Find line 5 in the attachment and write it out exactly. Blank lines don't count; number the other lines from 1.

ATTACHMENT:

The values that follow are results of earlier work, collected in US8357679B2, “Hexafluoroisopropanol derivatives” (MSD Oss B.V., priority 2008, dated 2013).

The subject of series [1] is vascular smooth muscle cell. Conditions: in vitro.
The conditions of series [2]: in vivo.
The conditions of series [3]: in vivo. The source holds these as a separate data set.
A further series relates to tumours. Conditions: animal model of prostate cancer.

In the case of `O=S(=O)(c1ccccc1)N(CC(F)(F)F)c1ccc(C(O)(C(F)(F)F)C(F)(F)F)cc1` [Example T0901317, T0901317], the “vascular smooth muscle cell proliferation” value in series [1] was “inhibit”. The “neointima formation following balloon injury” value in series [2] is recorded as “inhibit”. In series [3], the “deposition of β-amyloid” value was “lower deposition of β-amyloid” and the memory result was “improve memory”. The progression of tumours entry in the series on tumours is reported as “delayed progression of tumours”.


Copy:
A further series relates to tumours. Conditions: animal model of prostate cancer.